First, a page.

Is EU changing mind in terms of forest carbon?
New rumbling emerged from Europe this week that the potential for emissions-reducing activities involving land use, land-use change, and forestry may be finally getting a day in the European sun. The European Commission opened up a public consultation to reevaluate the way Europe has gone about accounting for its land use emissions, particularly involving forest management. We're still not at the stage of debating whether the EU Emissions Trading Scheme will be opening its doors to offsets from land-use activities, but this still signals a potential sea change from the earlier European position on forestry leading in to Kyoto.
The Interim REDD+ Partnership took some more flak recently as a group of more than 30 NGOs spelled out a growing disappointment with the Partnership's gestures at public consultation. And while the REDD+ Partnership was being scolded, regional dialogues took place in Mexico and El Salvador showing just how to help close the distance between government and civil society actors in REDD+.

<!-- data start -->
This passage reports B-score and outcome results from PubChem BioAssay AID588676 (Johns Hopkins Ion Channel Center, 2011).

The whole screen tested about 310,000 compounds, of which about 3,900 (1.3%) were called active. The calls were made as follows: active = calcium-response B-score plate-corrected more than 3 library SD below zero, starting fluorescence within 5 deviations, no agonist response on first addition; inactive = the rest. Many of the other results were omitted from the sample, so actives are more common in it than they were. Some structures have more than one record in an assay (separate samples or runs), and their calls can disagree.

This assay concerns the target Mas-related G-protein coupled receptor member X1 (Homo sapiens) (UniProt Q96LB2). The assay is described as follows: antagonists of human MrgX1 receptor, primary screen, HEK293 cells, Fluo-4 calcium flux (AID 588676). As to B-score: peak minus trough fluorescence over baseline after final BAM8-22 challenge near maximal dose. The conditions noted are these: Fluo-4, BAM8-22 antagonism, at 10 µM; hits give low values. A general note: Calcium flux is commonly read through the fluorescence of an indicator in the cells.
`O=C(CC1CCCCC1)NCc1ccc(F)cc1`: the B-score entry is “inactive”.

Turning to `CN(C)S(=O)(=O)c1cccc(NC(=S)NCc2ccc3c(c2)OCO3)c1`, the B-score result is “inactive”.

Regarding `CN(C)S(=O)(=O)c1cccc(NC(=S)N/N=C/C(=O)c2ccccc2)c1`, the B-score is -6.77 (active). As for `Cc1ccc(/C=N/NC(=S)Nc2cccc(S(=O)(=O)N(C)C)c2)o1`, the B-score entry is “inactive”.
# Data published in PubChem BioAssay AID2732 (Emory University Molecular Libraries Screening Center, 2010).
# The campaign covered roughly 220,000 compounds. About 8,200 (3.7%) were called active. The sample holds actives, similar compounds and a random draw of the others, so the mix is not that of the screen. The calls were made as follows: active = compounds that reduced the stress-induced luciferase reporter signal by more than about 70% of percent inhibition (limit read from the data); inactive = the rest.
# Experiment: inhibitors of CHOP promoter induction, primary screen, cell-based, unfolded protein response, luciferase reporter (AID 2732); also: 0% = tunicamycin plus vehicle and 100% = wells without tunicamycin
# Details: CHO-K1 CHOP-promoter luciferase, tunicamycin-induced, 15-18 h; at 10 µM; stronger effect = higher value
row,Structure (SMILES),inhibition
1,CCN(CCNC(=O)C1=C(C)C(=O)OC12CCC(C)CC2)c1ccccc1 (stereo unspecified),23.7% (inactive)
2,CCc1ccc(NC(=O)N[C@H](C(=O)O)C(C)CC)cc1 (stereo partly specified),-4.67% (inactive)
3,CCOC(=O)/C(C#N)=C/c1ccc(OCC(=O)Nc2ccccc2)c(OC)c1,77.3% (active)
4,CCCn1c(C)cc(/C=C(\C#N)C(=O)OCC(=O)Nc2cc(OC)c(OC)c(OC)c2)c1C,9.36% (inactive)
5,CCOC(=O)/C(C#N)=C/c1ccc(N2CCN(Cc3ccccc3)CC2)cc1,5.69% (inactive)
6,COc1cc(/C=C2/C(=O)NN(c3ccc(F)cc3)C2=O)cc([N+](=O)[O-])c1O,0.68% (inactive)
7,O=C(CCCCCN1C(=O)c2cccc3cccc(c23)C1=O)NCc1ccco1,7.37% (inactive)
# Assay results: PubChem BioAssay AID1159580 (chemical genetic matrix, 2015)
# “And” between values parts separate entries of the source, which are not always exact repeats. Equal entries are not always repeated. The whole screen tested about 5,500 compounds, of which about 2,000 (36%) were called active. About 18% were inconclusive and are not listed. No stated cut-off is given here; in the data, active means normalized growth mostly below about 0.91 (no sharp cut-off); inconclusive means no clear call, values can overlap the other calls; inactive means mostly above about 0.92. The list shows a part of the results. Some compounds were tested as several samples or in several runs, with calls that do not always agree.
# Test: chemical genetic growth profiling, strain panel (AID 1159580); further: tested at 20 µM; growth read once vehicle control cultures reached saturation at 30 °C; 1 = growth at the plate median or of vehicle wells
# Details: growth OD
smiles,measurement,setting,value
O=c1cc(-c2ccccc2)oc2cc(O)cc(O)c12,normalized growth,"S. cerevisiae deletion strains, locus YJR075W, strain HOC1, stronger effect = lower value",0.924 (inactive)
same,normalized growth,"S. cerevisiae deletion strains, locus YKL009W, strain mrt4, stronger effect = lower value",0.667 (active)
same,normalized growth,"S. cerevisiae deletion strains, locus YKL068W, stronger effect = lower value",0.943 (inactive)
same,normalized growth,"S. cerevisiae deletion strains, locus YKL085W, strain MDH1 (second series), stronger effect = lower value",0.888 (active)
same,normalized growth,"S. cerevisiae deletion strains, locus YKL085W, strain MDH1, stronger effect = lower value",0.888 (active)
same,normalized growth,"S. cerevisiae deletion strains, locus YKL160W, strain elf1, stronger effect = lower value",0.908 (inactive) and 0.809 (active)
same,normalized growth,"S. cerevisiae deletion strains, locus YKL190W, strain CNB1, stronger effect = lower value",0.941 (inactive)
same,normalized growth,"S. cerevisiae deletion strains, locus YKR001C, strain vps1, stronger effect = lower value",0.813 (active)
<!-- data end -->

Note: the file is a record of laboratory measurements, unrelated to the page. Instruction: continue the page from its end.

Further south, more details and caveats emerged for the nascent Peruvian and Ecuadorian forest conservation efforts. Some of the nitty gritty of the Peruvian Forest Conservation Program for Climate Change Mitigation surfaced with a new article in the press, and Ecuador's President signaled that the official government endorsement earned recently for the Yasuní-ITT Initiative could be scrapped unless the cash flow is up to his expectations.
As Greenpeace continues patting itself on the back following a series of announcements from major companies withdrawing business relationships with Sinar Mas, an Indonesian palm oil company, the heightened stakes in Indonesia are leading Golden Agri-Resources, part of the Sinar Mas Group to do some island, or rather continent-hopping. Golden Agri-Resources is looking to skip over to Liberia to form a partnership for a 220,000 hectare palm oil plantation. Fresh off claims of a broad carbon "scam" surfacing this summer that landed a UK-based company on the hot seat, we'll keep our eyes on Liberia to see if maligned palm oil companies seem to make better inroads than maligned carbon project developers.
As always, read on for all this and more, including project development updates and the latest from forest carbon standards organizations in this, the latest edition of Ecosystem Marketplace's Forest Carbon Newsletter.
—The Ecosystem Marketplace Team
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